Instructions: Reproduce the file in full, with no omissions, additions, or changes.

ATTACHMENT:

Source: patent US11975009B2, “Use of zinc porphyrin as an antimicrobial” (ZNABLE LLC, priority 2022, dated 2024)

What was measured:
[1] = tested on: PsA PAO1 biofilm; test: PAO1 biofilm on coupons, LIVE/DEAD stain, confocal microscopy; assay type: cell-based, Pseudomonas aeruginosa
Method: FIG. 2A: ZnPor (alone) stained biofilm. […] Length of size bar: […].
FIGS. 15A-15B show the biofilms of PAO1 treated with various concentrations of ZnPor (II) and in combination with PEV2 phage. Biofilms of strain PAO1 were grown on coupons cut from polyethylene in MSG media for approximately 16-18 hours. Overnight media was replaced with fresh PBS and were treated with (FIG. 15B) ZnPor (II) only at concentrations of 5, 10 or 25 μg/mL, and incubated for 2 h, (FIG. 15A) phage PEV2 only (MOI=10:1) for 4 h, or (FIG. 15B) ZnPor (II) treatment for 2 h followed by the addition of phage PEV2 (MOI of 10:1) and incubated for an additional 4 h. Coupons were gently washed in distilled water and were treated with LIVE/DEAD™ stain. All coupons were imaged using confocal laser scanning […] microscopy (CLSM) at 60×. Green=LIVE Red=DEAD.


Source: patent US11975009B2, “Use of zinc porphyrin as an antimicrobial” (ZNABLE LLC, priority 2022, dated 2024)

What was measured:
[1] = tested on: PsA PAO1 biofilm; test: PAO1 biofilm on coupons, LIVE/DEAD stain, confocal microscopy; assay type: cell-based, Pseudomonas aeruginosa
Method: FIG. 2A: ZnPor (alone) stained biofilm. […] Length of size bar: […].
FIGS. 15A-15B show the biofilms of PAO1 treated with various concentrations of ZnPor (II) and in combination with PEV2 phage. Biofilms of strain PAO1 were grown on coupons cut from polyethylene in MSG media for approximately 16-18 hours. Overnight media was replaced with fresh PBS and were treated with (FIG. 15B) ZnPor (II) only at concentrations of 5, 10 or 25 μg/mL, and incubated for 2 h, (FIG. 15A) phage PEV2 only (MOI=10:1) for 4 h, or (FIG. 15B) ZnPor (II) treatment for 2 h followed by the addition of phage PEV2 (MOI of 10:1) and incubated for an additional 4 h. Coupons were gently washed in distilled water and were treated with LIVE/DEAD™ stain. All coupons were imaged using confocal laser scanning […] microscopy (CLSM) at 60×. Green=LIVE Red=DEAD.